It’s not every day that your child goes up to you and tells you they want to go vegan – but, it’s not an impossible case either. It may come as a surprise to you that they opted for this lifestyle change.
To fully understand the decision your child is making, let us first breakdown the definition of being a vegan and share the implications of the decision of your child becoming vegan.
What It Means To Be Vegan
Not to be mistaken for being vegetarian, a vegan is a person who prefers not to eat meat, fish, seafood or any other animal products whatsoever. As long as they are not products that were taken from animals – that’s vegan food.
Some examples are oats, soy, fruits, beans, peas, oranges and many more!
What Are The Risks Of A Child Going Vegan?
Age plays a huge role in the decision-making of supporting your child to be a vegan. At certain ages, children need nutrients for growth and development. This being said, your child may face some nutritional deficiencies following the vegan diet.
Nutritional deficiencies may lead to malnutrition when the child is not getting enough energy through the food and drinks they take to grow and develop their bodily functions. This poses a huge health and development risk to your child.
Vegan diets lack vitamins and minerals such as vitamin D, vitamin B12, omega-3 fatty acids, zinc, calcium, protein and iron. All of these nutrients are essential in your child’s growth and development.
What happens if they lack these nutrients?
Iron, Vitamin B-12 And Vitamin D Deficiencies
Iron, vitamin B-12 and D deficiency cause children to get tired easily and face fatigue concerns. It causes their haemoglobin levels to drop – leading to poor appetite and focus, drowsiness, poor weight, and respiratory and intestinal infections. This can lead to developmental delays, especially if the child is being faced with a deficiency at a young age.
The same possibilities lie with the lack of zinc in children. In some cases, this deficiency manifests through healing delay in wounds, decreased senses of smell and taste, and slow neural development.
For severe cases, children will face hair loss, chronic diarrhoea, growth retardation and immune function impairment.
Protein And Calcium Deficiencies
This will lead to problems like stunting and wasting. Stunting is when the child seems to be smaller or shorter for their age, while wasting is being underweight for their height and age.
You can notice protein and calcium deficiencies in children by noticing how brittle their hair and nails are. In other circumstances, their skin is thin and dry, leading to early signs of wrinkles.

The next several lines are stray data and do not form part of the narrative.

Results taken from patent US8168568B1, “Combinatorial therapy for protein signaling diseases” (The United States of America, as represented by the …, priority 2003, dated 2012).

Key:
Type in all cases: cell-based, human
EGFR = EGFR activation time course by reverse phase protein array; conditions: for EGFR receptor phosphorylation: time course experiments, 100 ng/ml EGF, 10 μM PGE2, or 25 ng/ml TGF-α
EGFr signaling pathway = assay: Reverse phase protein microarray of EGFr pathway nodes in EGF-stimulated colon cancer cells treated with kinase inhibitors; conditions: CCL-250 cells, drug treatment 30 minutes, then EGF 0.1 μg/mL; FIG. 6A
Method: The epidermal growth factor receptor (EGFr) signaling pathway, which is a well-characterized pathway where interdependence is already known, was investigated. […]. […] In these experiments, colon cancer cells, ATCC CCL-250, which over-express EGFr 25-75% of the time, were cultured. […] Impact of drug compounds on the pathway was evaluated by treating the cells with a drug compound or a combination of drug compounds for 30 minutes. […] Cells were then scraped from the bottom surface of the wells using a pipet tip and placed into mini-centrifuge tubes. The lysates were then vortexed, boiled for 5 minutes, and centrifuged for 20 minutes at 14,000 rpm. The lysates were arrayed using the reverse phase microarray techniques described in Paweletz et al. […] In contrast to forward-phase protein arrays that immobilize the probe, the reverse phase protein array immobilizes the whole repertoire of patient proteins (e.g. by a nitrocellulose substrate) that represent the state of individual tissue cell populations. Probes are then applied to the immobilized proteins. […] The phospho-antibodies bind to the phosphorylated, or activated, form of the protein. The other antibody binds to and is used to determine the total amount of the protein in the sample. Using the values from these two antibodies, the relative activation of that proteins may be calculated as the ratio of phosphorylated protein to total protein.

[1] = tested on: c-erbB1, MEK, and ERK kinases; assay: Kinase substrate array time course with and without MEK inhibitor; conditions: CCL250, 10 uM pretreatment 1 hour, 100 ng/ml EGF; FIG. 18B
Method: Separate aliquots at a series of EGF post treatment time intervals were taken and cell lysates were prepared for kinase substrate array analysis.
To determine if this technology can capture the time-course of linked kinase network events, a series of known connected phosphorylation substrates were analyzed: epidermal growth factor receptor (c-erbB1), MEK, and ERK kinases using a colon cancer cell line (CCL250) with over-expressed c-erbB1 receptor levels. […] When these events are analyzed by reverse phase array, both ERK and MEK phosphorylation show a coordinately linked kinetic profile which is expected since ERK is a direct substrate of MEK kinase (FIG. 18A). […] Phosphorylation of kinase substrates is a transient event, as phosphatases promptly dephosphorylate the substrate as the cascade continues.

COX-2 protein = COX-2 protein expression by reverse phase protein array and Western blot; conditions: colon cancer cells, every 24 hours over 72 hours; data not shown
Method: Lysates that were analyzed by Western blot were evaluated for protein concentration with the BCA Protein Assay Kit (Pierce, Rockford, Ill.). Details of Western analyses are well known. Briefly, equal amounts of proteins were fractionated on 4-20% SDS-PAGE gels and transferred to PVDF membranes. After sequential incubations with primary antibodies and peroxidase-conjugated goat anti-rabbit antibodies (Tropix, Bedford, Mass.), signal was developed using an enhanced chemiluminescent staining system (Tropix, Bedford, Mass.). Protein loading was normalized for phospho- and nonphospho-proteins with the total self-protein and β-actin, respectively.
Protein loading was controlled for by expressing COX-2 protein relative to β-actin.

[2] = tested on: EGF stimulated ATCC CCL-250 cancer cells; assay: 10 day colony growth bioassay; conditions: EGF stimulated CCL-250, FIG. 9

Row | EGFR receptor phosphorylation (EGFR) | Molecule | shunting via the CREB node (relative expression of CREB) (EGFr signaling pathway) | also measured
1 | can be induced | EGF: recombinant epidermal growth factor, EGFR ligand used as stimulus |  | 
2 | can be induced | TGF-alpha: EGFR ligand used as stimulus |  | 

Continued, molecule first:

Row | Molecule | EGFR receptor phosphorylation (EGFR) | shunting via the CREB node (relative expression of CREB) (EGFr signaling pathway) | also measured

Lack Of Omega-3 Fatty Acids
Like the lack of iron, a deficiency in omega-3 fatty acids may cause your child to perform poorly in school due to the lack of energy and focus. Most of the impact of lacking omega-3 fatty acids are on the child’s brain health.
Consuming the right amount of omega-3 fatty acids for kids will maintain their total brain health and ensure the proper functioning of their heart by keeping the bad substances out of the arteries.
It would be best to consult health specialists to ensure the missing nutrients can still be provided for under supervision and with the right supplements. At the right age, with the right advice and planning, it could serve to be very healthy and beneficial for your child in the long-term.
Pro tip: You can encourage your child to start with a vegetarian diet first before going vegan. This will give your child the right place to adjust to the vegan lifestyle in the future.
What Can I Do When My Child Becomes Vegan?
1. Consult a health specialist/nutritionist
A health specialist knows the best for your child. They will perform tests to make sure your child does not have any deficiencies and their health is ready for a vegan diet. These tests include blood tests and urine examinations to check their blood count, blood sugar, blood infections, bacteria in their urine, or high protein count in their urine.
2. Set your child’s expectations
Your child will have to be prepared for zero animal products. But do not worry too much, there is now a wide range of vegan food options available in Singapore like Impossible Burger, Quorn, etc.!
3. Explore your recipes
Learn new recipes together with your child to cater to their dietary needs. This might also be the chance for the family to try out vegan food and reduce their carbon footprint as a whole!
4. Set goals
If the child has decided to go slow on being vegan and opt to be vegetarian first, it would be nice to set goals. Slowly let go of the animal products your child is accustomed to until they learn to get used to the new diet.
5. Monitor your child’s health
Always put your child’s health first. Are they active or are they getting weak? What changes are they undergoing? Make sure they are doing well with their decision to go vegan.
In A Nutshell…
It’s good that your child has healthy preferences and that they are vocal and assertive of certain decisions.
If your child is still not at the right age for a vegan diet, help them understand that this isn’t the right time to venture into such a preference. Instead, let them know that adjustments to meals and lifestyle choices can be made for them either way.
What’s a life-changing decision your child has made? What would you do if your child becomes vegan? Share your thoughts with us!